6/13/99, P3A

“Ain’t That Good News!”
Matthew 9: 35-38

 was recently held hostage for three days in a retreat center which had no newspaper stand, no telephone in the sparse room, no internet hookup; but worse, no television news. After a few hours I had to find the news. Hidden off in one corner of a lobby I spied that familiar faint flickering light we would all recognize as a television. Another guy had found it first and as I walked in he said, “I’m a news junkie and I had to have my Headline News!” I knew exactly how his withdrawal pains felt. He and I sat mesmerized for thirty minutes. After our fix we were up to date on the news, we were in control of the world again! We two “TV-Aholics” agreed that it was the coverage of the string of Kennedy, King and Kennedy assassinations in the 60s that got us hooked on news.

Many of us live afraid that some major news event will break and that we will miss it. We love the news; but, there is never much good news.

We have to tune into Jesus to get the Good News: Our Savior who, “Went about all the cities proclaiming the good news of the kingdom...” (9: 35, NRSV).

The Good News proclaims that despite wars, and rumors of impending wars, there is hope for peace, wholeness, fulfillment, and a sense of living within God’s Will. The Good News also gives hope that the world can be redeemed and that everyone can share in it’s joy. The Good News is that even though some teenagers seem to be rebelling, many others are falling on their knees at the feet of the Savior. The Good News is that although many have repeatedly attempted to bury the Church over the centuries, it has proven to be the most elusive corpse of history, and it is flourishing amid the bad news by proclaiming Good News. And, the Good News is that we who have responded to its clarion call can be used to bring new life to all humanity.

However, the best news of all is that after all these years of watching bombings, murders, and nightmarish violence on television news, we can experience new life in our old battered hearts. After witnessing all of that bad news, one bright light of the Good News can delete our memory bank of bad news; or, give us new eyes to see and spiritually sensitized ears to hear. It’s kind of like getting your clothes back from the cleaners all fresh as new.

Some of the most hopeful words in scripture are in our text: “When he saw the crowds, he had compassion for them, because they were harassed and helpless, like sheep without a shepherd.” (v. 36).

Ours is therefore a calling to compassion for everyone who is oppressed, downtrodden, and lost without a shepherd. If we are, as C.S. Lewis often said, going to be “Little Christs” for others, we must emulate His compassion and proactive ministry.

As a child I was deeply impressed by a furloughed missionary visit to my Dad’s church by the Paul Decker family. They had returned from their first of many tours of duty to Sierra Leone, West Africa. Four years prior, the Deckers had sold their home, their cars, most of their personal possessions, and had responded to God’ call to go as a mission family to a far away land. They told of their sacrifice as if it were nothing extraordinary; but, when they shared their great reward of being used as agents of Christ, the tears of joy flowed. When they told of the many wonderful people of their beautiful adopted home their voices rose with exhilaration. Their sharing of personal stories of compassionate love for the harassed and helpless was a time in our worship service when the Holy Spirit spoke to many hearts.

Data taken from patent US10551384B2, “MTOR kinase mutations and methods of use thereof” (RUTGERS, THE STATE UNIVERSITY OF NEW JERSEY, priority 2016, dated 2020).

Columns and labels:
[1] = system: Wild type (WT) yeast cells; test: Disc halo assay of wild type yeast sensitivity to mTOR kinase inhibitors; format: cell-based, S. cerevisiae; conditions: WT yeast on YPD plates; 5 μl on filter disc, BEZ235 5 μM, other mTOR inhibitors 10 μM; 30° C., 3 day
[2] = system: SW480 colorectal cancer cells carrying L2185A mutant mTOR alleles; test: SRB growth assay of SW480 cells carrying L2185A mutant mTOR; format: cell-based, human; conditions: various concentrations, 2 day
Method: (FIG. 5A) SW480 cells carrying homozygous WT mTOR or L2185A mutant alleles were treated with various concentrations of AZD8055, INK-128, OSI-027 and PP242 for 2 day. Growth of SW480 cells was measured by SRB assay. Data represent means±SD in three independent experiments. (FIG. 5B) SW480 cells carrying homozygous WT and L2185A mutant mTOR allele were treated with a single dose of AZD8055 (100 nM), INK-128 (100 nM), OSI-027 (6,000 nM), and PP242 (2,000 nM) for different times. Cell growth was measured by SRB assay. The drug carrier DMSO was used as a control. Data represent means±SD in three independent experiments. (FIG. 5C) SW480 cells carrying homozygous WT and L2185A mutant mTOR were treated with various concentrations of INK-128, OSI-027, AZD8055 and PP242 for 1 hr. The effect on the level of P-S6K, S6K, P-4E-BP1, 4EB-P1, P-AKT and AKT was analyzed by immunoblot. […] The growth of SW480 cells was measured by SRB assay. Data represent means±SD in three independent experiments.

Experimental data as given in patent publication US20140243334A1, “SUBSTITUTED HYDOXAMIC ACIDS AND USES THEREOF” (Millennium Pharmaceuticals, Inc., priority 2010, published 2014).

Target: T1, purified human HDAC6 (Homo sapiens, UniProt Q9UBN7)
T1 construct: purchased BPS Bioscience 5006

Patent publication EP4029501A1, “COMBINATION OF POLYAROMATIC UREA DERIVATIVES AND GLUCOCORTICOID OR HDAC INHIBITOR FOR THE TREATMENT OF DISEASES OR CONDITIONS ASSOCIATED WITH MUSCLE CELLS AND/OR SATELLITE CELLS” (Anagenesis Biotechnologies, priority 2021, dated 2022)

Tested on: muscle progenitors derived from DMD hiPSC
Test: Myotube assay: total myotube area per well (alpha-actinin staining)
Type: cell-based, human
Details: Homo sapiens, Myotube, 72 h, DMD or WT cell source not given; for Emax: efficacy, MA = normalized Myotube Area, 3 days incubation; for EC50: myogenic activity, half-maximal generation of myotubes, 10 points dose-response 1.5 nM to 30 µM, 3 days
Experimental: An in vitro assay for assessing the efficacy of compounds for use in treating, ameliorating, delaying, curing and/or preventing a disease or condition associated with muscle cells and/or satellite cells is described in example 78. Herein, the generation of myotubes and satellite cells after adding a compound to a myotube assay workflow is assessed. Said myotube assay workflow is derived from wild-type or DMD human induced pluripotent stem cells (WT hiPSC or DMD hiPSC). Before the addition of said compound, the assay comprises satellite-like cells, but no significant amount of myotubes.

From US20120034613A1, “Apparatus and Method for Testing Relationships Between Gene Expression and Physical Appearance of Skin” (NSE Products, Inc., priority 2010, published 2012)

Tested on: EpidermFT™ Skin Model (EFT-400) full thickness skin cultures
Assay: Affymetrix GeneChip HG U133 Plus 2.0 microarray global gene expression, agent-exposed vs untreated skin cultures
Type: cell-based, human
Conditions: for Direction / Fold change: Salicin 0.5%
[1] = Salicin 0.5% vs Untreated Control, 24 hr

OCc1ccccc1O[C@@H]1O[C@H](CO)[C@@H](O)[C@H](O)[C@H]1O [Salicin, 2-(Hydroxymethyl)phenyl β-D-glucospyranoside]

The Deckers worked for many more years in Sierra Leone. They helped build hospitals, churches, schools, and worked toward political equality for all citizens. Great strides were made during those long years; yet, we can only grieve to know that due to a recent civil war, and at this very moment, some of those same believers are held hostage and many of their homes and institutions have been decimated. But, still we hear Good News that eventually, in God’s own time, there will be rebuilding and new life. New missionaries will go back after the war and rebuild buildings and model with their lives the Good News. You could become one.

Still in our day, “The harvest is plentiful, but the laborers are few...” (v.37). Despite modern worldwide communication capabilities, and air travel to anywhere, few respond to His call to go to everybody everywhere with the Good News.

Will we proclaim the Good News on the corner where we live, in our homes, schools, work places, and everywhere? Better yet, we can live as Good News People in our homes, schools and job sites. Sure, we can (as our text says, v. 38) “Ask the Lord of the harvest to send out laborers...” But will we respond? Few are called to go to international ministries, but all are called to ministry where they are!

Since we are physically and emotionally just one individual, we can not be expected to leave parts of our being at home when we engage in ministry. Thus, if we are a bearer of Good News at church, and at home, our public persona is also a bearer of Good News. Our power of personality, along with a Christ-like lifestyle, is our best testimony to the world. Actually, it’s not so much what we say that is an influence, but what we are that means the most. Think about the persons who have led you to know the Good News; don’t you see a thread of similarity to the Christ in them? Not all were preachers, or Sunday School teachers: Mostly they were neighbors, coaches, and public school teachers that we felt mirrored Christ in their lives.

Don’t we all want to be a bearer of Good News to someone today?

a sermon synopsis by C. Robert Allred, Th.D., Pastor

6/13/99, P3A